Global India - Technology
Cartoon of Bill Gates

Information Technology

The Information Technology industry in India has provided the largest fillip to the country’s economy in the recent past. The computer hardware and software sectors have put India on the world map like no other industry.

According to Businessweek, an Indian business magazine, the city of Bangalore in India was ranked the fourth best “Global hub of technological innovation” by the United Nations in 2001. Some of the leaders of this revolution are Sabeer Bhatia, the co-founder of Hotmail, N.R. Narayana Murthy, the chairman of Infosys Technologies Limited and Azim Premji, the chairman of Wipro Technologies.

However, a result of this technology boom in India has been global. A number of employees in Western countries were laid off, due to the transfer of their jobs to India. This bought the outsourcing trend into the spotlight. Here is an interesting video clip on outsourcing by an American professional who lost his job as a result of this trend.


A holy man talking on a cell phone

The telecommunication industry in India was predominantly a domain of the Indian government till 1990. In the 90’s, the administration opened up the telecom market, by inviting private enterprise. Private companies like Tata, Hutch, Reliance capitalized on this opportunity and revolutionized the telecom industry.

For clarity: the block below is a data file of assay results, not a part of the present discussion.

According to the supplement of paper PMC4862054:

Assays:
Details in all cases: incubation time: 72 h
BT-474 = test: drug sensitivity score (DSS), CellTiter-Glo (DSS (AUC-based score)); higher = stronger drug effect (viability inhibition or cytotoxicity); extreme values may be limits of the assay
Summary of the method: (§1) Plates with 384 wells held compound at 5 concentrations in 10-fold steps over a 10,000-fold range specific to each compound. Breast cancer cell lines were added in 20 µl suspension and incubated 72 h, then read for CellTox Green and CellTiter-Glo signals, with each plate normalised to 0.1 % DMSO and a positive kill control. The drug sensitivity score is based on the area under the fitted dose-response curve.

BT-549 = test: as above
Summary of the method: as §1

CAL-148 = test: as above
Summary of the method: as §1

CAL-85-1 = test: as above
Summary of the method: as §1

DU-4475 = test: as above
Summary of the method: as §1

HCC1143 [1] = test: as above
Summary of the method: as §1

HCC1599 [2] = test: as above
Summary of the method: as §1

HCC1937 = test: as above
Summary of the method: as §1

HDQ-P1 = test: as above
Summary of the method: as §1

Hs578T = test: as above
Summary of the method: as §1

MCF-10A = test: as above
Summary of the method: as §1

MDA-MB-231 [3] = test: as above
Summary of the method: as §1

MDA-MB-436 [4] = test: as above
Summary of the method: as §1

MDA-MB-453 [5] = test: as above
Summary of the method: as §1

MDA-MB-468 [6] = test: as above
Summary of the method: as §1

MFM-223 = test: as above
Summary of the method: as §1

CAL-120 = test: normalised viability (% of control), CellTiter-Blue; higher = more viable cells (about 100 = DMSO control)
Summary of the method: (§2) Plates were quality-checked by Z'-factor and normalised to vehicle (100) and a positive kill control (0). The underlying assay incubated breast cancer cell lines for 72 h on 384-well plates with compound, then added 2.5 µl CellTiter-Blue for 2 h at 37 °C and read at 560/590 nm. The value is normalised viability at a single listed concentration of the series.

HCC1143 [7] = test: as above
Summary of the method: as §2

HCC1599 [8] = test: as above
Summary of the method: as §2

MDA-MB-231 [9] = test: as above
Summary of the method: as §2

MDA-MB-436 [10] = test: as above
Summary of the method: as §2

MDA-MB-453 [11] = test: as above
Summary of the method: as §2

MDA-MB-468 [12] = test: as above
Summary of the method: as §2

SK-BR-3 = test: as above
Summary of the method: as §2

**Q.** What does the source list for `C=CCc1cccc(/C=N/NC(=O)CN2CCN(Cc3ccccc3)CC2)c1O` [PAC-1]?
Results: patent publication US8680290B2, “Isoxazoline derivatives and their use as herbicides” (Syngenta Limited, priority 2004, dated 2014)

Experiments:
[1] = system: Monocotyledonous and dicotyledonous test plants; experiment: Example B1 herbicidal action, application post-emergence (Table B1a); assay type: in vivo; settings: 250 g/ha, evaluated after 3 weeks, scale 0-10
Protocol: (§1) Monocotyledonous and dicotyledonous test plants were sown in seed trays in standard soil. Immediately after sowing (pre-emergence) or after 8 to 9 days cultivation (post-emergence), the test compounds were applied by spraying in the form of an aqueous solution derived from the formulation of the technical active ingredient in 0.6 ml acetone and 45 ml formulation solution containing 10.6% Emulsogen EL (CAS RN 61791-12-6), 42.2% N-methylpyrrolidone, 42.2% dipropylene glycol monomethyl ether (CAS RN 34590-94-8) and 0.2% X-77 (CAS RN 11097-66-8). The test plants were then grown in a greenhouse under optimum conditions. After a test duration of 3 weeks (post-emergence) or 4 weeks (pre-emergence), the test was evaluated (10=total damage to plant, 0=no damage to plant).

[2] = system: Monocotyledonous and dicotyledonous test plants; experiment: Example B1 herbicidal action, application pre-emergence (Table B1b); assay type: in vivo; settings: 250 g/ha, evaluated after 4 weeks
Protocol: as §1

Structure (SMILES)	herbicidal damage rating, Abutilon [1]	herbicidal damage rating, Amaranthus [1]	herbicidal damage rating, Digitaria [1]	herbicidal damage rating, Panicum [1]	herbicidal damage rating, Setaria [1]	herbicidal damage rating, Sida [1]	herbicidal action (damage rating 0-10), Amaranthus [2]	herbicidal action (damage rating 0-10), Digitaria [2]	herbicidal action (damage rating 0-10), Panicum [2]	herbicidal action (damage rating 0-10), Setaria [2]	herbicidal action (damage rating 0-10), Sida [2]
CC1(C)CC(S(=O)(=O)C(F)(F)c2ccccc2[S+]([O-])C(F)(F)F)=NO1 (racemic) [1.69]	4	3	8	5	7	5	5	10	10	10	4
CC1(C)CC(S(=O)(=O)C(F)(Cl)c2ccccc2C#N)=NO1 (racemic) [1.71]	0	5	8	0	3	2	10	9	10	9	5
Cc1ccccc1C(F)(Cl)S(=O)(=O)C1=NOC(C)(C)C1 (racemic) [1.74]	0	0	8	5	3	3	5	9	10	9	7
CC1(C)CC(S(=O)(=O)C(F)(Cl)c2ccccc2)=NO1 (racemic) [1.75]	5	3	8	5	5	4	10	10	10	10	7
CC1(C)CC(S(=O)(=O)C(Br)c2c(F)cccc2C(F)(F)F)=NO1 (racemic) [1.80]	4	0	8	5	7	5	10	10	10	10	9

Today, the mobile market in India equals that of most developed nations. Subsidiaries of the Reliance group of industries, founded by Dhirubhai Ambani have made it to the international telecommunication markets, and Reliance Industries Limited also made it to the 298th spot on the Forbes Global 2000 list in 2005. The Tata group of industries, founded by Jamshedji Tata, is another multinational bigwig based in India.

Nuclear Research

India’s nuclear capability was recently in the news, when it signed the The United States-India Peaceful Atomic Energy Cooperation Act with America in December 2006. It is an act designed to help both democracies boost their economic capabilities through the sharing of civilian nuclear technology.

However, there are a number of political undertones to this pact, the most important being the stemming of nuclear weapons’ proliferation.

India’s nuclear technology has grown at a rapid rate since the 1974 Smiling Buddha nuclear testing project. India now has 11 nuclear power stations distributed throughout the country. The latest nuclear tests it conducted were in 1998 at Pokhran, in the state of Rajasthan.

These tests caused a number of sanctions to be placed on India by many other states. However, they did not seem to affect the Indian economy or technology much.

Consequently these sanctions were lifted and India, now a Nuclear Weapon State is on par with the developed nations of the world in the field of nuclear technology.